The next time we went to see an official showcase at Cheer Up Charlies, went to see Deerhoof and Of Montreal and the bands were spectacular, but there were definitely some entitled motherfuckers in the crowd who I really really wanted to just…it took everything I had to not just go off on these people, they were just such entitled assholes. They were really being nasty to other people in the crowd about their space. You’re at a fucking concert! That was kind of unbelievable to me. That was really the only negative thing. And yeah, there’s stupid things like the Spotify House or the Stubhub House but I didn’t go there, I’m not going to go support them. I think Stubhub is an evil company so I’m not going to go to the shows that they put on. I know that’s there and it’s part of the festival but you don’t have to go support it. I didn’t go to the Spotify House or the Pandora House or the Stubhub House, I just don’t think those are ethical companies. I don’t want to support them so I just didn’t go because guess what, there are a million other amazing things happening.
A lot of it is like make your own festival. Make your own Bonnaroo. What do you want Bonnaroo to be like? I want Bonnaroo to be Ed Schrader’s Music Beat, Krill, Of Montreal and Deerhoof one day and that’s what I did. What other time do I have that opportunity? Even as a music fan, for me, I learned so much too, just seeing all those bands, I feel like our band got better from seeing that many good bands in a row for context to see what it really takes to be a great band.
Energy. Energy, man. Seeing Metz followed by The Damned followed by Thee Oh Seas and seeing the level of energy that those bands bring. I was standing next to this guy who works for the BBC. He’s from Scotland and his first show when he was 12 was The Damned in the early 80s, and at one point I’m sitting next to this super fan, super interesting to talk to, I mean he works for BBC music, he knew so much about music and he was so interesting, he was such a passionate music lover. It was super cool to hear his perspective, and get some perspective like what it really takes for an American band in the UK, to do things out there while making a genuine connection with someone who has basically dedicated his life to introducing people to music. And then dancing like maniacs with this guy 20 minutes later to the band that made him fall in love with music. I don’t think it could have happened anywhere else.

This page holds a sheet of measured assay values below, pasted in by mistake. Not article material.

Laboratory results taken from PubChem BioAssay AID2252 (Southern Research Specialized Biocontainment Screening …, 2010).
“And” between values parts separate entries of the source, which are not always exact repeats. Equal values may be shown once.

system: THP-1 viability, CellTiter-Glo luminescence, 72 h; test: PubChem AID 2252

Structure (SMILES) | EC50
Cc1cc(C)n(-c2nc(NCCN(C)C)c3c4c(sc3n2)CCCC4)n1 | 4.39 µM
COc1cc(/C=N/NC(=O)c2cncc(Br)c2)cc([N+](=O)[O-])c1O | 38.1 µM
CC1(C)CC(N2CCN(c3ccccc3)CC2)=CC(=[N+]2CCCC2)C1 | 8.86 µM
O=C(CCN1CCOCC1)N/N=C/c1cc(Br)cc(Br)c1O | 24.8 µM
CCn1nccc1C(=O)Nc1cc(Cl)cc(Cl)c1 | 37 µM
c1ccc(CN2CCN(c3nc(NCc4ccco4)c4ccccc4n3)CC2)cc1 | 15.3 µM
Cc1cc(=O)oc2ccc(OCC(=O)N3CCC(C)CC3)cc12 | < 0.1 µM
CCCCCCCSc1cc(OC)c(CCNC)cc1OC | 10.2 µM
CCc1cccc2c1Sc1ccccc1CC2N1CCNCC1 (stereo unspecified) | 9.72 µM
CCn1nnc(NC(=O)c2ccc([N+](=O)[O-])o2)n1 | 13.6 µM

The stuff that’s terrible about this festival, and there is a lot that’s terrible, let me make that clear, there’s a lot that’s terrible about South by Southwest – you don’t have to be a part of it. You can totally have nothing to do with the Stubhub House and you don’t have to support them or any of these other mediocre generic indie bands, and there’s plenty of ’em, but I didn’t have to sit through any of them, because I put some effort in so like, “Okay what do I want to check out, who do I want to see, where do I want to go as a music fan?” and then also I was really into playing shows with bands that I like and promoters I think are artists first people. All of the people we worked with Community Records, Inflated Records, Paper Garden Records, everyone was really great.
The showcase we did with the DC Government, the We DC showcase, was incredible. Rare Essence is one of the most incredible bands on the planet. I was front row, dancing my ass off, they gave about 15 shout-outs to Paperhaus. We bonded with those guys. Even though we live in the same city, I don’t know when we would have connected like that. South By Southwest allowed us to connect with other parts of D.C. They (We DC staff) treated us really well, they really cared about putting on a good show, they had R&B, pop, psychedelic rock, it was really a diverse bill that properly represented D.C. Every show was special in its own way. That one was particularly special. Being in the front row was as good as playing it. I really hope they keep doing it and keep making it a diverse bill. It’s a positive thing for the D.C. community. Those connections we made are going to last. It’s extremely likely there’ll be a Paperhaus and Rare Essence show in the future.